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The illusion of class in welfare state politics?
journal contributionposted on 2019-10-15, 08:41 authored by Anthony KevinsAnthony Kevins, Alexander Horn, Carsten Jensen, Kees van Kersbergen
Social class, with its potentially pivotal influence on both policy-making and electoral outcomes tied to the welfare state, is a frequent fixture in academic and political discussions about social policy. Yet these discussions presuppose that class identity is in fact tied up with distinct attitudes toward the welfare state. Using original data from ten surveys fielded in the United States and Western Europe, we investigate the relationship between class and general stances toward the welfare state as a whole, with the goal of determining whether class affects how individuals understand and relate to the welfare state. Our findings suggest that, although class markers are tied to objective and subjective positional considerations about one's place in the society, they nevertheless do not seem to shape stances toward the welfare state. What is more, this is equally true across the various welfare state types, as we find no evidence that so-called ‘middle-class welfare states’ engender more positive middle-class attitudes than other regimes. Based on our analysis, we propose that researchers would do better to focus on household income rather than class; while income may not be a perfect predictor of attitudes toward the welfare state, it is a markedly better one than class.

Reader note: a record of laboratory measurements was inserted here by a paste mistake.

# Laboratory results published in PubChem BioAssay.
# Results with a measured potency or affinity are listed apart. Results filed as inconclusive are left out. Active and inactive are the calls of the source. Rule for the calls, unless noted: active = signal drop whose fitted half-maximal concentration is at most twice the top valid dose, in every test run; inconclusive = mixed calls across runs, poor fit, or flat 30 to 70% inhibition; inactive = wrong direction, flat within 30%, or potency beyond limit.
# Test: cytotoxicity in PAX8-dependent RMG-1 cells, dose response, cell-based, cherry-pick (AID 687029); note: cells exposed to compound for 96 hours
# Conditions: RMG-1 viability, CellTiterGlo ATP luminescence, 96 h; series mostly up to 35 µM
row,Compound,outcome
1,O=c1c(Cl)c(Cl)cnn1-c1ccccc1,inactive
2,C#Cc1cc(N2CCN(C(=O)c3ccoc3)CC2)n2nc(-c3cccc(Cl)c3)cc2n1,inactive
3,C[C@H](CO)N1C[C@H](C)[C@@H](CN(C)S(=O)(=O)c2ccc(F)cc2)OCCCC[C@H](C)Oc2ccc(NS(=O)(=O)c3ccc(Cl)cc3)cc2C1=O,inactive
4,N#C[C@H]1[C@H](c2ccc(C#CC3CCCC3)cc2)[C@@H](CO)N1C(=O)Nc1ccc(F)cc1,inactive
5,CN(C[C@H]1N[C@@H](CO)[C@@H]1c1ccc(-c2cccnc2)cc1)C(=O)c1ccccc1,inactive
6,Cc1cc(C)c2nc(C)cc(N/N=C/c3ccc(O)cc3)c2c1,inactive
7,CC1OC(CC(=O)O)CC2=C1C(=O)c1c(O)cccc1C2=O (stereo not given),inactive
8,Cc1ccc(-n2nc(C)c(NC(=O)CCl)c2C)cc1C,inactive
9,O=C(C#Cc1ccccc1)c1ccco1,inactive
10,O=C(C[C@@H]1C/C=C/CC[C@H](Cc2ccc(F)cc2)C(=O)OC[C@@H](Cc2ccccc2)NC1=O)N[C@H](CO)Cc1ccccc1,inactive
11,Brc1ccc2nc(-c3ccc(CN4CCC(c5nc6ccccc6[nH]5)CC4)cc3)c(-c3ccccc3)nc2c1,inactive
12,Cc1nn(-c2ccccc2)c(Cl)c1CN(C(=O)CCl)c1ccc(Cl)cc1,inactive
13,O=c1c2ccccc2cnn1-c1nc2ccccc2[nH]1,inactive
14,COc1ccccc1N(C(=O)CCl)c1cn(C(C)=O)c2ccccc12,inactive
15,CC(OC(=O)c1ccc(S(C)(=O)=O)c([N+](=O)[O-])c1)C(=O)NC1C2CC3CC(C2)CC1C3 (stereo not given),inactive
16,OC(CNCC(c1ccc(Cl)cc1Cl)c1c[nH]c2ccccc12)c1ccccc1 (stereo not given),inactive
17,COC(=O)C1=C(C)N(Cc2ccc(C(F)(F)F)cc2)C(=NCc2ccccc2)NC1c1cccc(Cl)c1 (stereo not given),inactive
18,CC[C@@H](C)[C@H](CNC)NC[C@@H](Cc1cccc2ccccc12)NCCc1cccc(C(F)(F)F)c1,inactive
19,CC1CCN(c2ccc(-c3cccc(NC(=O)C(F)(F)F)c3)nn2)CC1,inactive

Aarhus University Research Foundation’s AU IDEAS Programme
Marie Skłodowska-Curie Individual Fellowship
- Social Sciences
- Politics and International Studies
Published inJournal of Social Policy
Pages21 - 41
PublisherCambridge University Press (CUP)
- AM (Accepted Manuscript)
Rights holder© Cambridge University Press
Publisher statementThis article has been published in a revised form in Journal of Social Policy https://doi.org/10.1017/S0047279418000247. This version is published under a Creative Commons CC-BY-NC-ND. No commercial re-distribution or re-use allowed. Derivative works cannot be distributed. © Cambridge University Press.